Though I, like many, have inklings as to how best to support and build the industry, I’m not in the know of the ins and outs of what needs to be done to achieve the goal. Whether it be policy production or a school’s perception in the wider community, I simply could not adequately argue the course we should take and it’s rare to come across those who do. Those who argue for better pay would find it difficult I presume to identify an appropriate payment structure let alone decipher where the extra money required would come from.
Regardless, if a teacher is able to coherently form a considered, researched and articulate vision for teaching and a clear path for enhanced reputation they should take the platform to do so wherever they can claw for airspace. It’d be loathsome and irresponsible to suggest that teachers be silenced from the debate and issues for which they are some of the most integral parts.
What I suggest, rather, is that each teacher be acutely aware of their role in the profession. Daily gripes about pay/parents/principals/policy/the timetable/reporting/the children distract too many from their number one task. I fear too many teachers share the same concerns about teaching as those of the outside and subsequently spend too long considering their appraisals – leading to an unimpressive situation where the professionals lower themselves to the opinions of the bystanders. Teachers too often lose faith and trust in their abilities, corroded by the perceived stares into their fishbowl – like jobs.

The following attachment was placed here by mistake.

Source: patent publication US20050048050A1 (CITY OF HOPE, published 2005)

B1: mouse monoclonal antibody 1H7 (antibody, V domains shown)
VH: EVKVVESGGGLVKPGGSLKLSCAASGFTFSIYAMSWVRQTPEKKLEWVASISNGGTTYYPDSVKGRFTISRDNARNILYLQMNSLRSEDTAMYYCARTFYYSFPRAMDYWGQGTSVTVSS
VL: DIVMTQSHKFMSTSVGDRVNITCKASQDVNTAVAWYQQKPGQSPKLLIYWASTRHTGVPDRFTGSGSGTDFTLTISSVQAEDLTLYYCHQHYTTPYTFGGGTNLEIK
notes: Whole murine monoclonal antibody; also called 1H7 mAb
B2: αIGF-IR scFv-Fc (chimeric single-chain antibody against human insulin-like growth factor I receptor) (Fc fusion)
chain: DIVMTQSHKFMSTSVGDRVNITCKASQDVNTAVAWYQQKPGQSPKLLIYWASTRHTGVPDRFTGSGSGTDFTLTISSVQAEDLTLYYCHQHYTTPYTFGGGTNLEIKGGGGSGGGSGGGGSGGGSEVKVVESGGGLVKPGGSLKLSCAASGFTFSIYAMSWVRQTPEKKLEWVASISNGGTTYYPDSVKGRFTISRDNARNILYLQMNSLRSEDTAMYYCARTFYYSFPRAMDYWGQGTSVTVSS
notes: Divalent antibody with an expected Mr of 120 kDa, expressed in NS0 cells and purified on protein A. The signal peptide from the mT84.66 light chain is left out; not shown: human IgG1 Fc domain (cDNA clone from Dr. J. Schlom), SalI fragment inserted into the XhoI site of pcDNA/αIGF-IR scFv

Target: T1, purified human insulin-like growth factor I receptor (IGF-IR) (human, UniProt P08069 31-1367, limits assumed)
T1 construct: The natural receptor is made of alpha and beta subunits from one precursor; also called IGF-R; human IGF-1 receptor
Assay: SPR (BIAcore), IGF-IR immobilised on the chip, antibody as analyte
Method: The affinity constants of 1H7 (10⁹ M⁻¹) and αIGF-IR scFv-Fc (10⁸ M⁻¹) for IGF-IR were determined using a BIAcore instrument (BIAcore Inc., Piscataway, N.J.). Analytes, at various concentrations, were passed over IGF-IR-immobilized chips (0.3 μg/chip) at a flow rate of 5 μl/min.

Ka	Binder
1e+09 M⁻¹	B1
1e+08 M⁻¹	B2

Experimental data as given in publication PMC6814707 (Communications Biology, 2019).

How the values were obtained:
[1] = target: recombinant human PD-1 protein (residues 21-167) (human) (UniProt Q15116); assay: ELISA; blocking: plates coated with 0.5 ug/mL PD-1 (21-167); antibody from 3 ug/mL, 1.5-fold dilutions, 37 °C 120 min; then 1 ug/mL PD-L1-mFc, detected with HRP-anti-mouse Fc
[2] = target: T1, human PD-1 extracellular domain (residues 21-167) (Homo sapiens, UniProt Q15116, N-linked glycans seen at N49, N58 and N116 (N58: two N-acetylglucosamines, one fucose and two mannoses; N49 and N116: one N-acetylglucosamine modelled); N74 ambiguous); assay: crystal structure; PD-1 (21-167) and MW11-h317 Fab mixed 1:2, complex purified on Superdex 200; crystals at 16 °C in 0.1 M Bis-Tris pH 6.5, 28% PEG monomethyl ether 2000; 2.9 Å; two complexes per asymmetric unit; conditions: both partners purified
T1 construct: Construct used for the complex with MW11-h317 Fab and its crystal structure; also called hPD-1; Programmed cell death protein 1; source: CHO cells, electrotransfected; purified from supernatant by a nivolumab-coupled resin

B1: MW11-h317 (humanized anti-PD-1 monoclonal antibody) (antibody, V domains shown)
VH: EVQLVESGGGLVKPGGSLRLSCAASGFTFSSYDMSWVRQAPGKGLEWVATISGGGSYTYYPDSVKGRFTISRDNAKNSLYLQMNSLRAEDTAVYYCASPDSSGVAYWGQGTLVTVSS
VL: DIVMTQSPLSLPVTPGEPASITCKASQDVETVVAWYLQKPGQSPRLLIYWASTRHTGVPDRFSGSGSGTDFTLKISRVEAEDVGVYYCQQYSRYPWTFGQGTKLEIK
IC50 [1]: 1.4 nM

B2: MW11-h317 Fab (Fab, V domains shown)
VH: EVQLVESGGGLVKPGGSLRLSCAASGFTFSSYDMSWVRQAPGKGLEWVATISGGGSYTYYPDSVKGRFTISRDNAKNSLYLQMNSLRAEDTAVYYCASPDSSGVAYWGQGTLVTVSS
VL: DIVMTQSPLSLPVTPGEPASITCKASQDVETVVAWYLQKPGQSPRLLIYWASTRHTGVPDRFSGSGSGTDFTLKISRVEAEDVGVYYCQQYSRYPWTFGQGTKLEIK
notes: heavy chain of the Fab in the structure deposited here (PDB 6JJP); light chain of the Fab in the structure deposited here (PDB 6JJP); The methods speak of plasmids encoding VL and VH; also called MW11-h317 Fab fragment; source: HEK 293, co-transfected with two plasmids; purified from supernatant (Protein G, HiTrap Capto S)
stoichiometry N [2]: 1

The reality is that no one teaching is going to be able to change the malaise of the perceptions of teaching or the farce of the policymakers over night. A facebook whinge or a staffroom complaint-athon achieves the opposite of where we want our road to lead us. Complaining to the public only lowers perceptions further whilst the barrage directed toward those in the trenches alongside us only crumbles the foundations from within.